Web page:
residents fear a catastrophic failure of the 10-year-old dike that
Their concerns about the three-metre sand-and-gravel berm are justified,
an expert report says.
"The Kashechewan First Nation is not adequately protected against ice
jam flooding with the [dike] in its present condition," says a Dec. 22
report by a panel of experts headed by Grant Smith of Dam Safety
Poor design and shoddy construction were first identified by a 1998
Ontario Hydro investigation, but no action was taken on recommended
repairs, the report states.
A reinforced winter road crossing of the Albany River upstream of
Kashechewan may have exacerbated the problem, the report says. For the
past two years, the ice has been flooded and thickened so it can support
heavy loads headed for the diamond mine being built by De Beers Canada
Warming trends and increased rainfall have caused increasingly powerful
ice-jam floods in recent years, the report says, prompting evacuations
in April of 2005 and 2006. Within a few hours last April 22, water rose
rapidly by four metres to within half a metre of the crest of the dike.
It seeped through or under the dike at two locations and entered some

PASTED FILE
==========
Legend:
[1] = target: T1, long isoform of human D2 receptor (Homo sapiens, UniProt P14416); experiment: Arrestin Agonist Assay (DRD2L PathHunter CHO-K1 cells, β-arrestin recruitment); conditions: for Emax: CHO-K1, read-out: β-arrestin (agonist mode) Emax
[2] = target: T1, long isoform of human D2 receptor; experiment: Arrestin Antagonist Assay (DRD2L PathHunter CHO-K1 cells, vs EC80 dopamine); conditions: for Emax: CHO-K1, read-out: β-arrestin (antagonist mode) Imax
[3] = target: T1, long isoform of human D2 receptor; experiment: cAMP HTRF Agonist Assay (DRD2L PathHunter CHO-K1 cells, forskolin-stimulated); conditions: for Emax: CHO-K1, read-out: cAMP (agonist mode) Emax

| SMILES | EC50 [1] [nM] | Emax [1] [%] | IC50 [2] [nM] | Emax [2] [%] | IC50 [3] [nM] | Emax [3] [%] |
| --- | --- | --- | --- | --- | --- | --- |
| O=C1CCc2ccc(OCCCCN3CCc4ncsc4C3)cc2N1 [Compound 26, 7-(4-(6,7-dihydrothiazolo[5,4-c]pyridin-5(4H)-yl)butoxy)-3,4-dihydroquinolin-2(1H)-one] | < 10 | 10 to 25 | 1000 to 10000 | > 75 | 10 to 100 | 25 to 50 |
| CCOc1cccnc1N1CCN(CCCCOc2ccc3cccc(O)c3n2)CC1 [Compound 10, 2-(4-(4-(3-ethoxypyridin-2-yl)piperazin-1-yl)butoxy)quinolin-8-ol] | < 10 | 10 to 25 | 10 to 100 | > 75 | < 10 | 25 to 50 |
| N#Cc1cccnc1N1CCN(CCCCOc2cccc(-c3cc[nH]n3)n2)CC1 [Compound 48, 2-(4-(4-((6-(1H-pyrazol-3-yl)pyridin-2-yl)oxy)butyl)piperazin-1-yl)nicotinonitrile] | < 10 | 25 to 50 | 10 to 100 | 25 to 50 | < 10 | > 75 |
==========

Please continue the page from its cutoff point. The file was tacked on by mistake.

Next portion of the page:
outlets left open by a sluice-gate failure. The airstrip outside the
dike was flooded, closing off that escape route.
Terrified residents were plucked to safety by helicopter. Chief Jonathan
Solomon, who was away goose-hunting, recalls trying to reassure his wife
by satellite phone while fearing the worst.
"People with young families have approached me and said they just don't
want to be here" for a repeat emergency, he said. He's met with the
government regarding the panel recommendations, which include a
state-of-the-art advance warning system and construction of a
high-ground area within the dike for use as a temporary refuge and helipad.
Tony Prudori of Indian and Northern Affairs says his department was
briefed by the expert panel last week and is assessing what to do. One
factor, he said, is what decision Kashechewan makes on relocation. Mr.